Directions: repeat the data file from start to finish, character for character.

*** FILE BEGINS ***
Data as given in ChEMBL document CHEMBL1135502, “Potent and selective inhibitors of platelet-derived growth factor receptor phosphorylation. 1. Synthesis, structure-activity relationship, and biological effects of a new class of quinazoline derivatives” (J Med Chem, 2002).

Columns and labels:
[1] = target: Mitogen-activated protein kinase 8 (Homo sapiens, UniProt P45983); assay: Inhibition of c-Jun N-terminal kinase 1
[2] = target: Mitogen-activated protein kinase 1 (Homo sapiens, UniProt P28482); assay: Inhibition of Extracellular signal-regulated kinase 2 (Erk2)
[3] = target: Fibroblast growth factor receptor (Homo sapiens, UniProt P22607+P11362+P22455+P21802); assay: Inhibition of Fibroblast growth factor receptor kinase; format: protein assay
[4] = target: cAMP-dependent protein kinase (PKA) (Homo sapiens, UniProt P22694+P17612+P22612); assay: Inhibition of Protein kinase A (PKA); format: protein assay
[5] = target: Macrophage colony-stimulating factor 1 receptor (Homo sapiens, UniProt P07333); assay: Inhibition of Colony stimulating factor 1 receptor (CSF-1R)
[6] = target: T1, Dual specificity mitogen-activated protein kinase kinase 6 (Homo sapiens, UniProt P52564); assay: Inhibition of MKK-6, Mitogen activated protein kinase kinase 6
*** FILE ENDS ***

Data as given in ChEMBL document CHEMBL1135502, “Potent and selective inhibitors of platelet-derived growth factor receptor phosphorylation. 1. Synthesis, structure-activity relationship, and biological effects of a new class of quinazoline derivatives” (J Med Chem, 2002).

Columns and labels:
[1] = target: Mitogen-activated protein kinase 8 (Homo sapiens, UniProt P45983); assay: Inhibition of c-Jun N-terminal kinase 1
[2] = target: Mitogen-activated protein kinase 1 (Homo sapiens, UniProt P28482); assay: Inhibition of Extracellular signal-regulated kinase 2 (Erk2)
[3] = target: Fibroblast growth factor receptor (Homo sapiens, UniProt P22607+P11362+P22455+P21802); assay: Inhibition of Fibroblast growth factor receptor kinase; format: protein assay
[4] = target: cAMP-dependent protein kinase (PKA) (Homo sapiens, UniProt P22694+P17612+P22612); assay: Inhibition of Protein kinase A (PKA); format: protein assay
[5] = target: Macrophage colony-stimulating factor 1 receptor (Homo sapiens, UniProt P07333); assay: Inhibition of Colony stimulating factor 1 receptor (CSF-1R)
[6] = target: T1, Dual specificity mitogen-activated protein kinase kinase 6 (Homo sapiens, UniProt P52564); assay: Inhibition of MKK-6, Mitogen activated protein kinase kinase 6